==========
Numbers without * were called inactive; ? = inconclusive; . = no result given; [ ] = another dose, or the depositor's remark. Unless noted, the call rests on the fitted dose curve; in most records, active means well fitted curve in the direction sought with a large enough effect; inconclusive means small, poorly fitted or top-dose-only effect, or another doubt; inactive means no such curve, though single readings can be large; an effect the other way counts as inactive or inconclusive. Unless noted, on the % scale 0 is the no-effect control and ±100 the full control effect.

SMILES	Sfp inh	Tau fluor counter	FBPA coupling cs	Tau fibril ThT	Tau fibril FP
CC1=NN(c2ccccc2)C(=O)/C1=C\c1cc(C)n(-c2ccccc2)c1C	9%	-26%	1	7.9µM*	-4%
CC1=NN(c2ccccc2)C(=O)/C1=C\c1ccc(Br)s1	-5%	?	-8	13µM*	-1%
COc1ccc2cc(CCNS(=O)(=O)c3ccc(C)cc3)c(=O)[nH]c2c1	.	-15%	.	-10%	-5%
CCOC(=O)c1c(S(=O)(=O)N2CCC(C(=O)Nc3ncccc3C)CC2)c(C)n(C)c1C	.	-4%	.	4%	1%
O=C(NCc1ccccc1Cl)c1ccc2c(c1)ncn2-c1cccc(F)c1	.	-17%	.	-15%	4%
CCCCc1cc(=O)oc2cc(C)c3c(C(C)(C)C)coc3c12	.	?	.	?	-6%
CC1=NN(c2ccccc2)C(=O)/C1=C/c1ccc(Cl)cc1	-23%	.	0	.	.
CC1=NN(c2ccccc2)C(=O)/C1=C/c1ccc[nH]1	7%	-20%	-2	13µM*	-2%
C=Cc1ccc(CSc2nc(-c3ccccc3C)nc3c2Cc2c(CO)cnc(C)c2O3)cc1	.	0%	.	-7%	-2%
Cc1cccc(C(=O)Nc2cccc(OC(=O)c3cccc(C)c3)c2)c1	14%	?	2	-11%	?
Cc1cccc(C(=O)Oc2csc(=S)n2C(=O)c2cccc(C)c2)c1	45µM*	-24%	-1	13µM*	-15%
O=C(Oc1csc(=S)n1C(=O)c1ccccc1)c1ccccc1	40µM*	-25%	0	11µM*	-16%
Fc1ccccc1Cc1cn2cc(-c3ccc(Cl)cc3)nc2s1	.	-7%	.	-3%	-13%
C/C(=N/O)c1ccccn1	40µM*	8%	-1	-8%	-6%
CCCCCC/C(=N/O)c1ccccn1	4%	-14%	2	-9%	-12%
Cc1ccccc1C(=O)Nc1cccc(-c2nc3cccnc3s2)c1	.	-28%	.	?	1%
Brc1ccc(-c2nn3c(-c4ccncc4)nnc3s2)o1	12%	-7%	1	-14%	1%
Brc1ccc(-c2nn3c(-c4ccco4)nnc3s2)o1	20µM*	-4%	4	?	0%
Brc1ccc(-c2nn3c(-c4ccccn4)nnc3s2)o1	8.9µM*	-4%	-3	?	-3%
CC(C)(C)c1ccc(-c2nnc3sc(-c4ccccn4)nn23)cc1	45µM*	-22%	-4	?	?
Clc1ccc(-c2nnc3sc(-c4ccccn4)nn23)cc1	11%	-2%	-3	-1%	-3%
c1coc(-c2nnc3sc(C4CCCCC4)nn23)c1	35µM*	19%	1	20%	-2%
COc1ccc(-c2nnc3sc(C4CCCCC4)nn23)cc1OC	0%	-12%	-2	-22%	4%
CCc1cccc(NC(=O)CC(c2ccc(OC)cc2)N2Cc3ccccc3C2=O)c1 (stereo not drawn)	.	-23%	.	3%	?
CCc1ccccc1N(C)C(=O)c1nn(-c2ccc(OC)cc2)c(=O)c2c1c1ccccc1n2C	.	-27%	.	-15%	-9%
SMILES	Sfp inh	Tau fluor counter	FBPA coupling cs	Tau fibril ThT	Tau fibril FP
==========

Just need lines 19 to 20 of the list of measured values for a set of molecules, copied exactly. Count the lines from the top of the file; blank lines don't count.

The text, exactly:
Brc1ccc(-c2nn3c(-c4ccncc4)nnc3s2)o1	12%	-7%	1	-14%	1%
Brc1ccc(-c2nn3c(-c4ccco4)nnc3s2)o1	20µM*	-4%	4	?	0%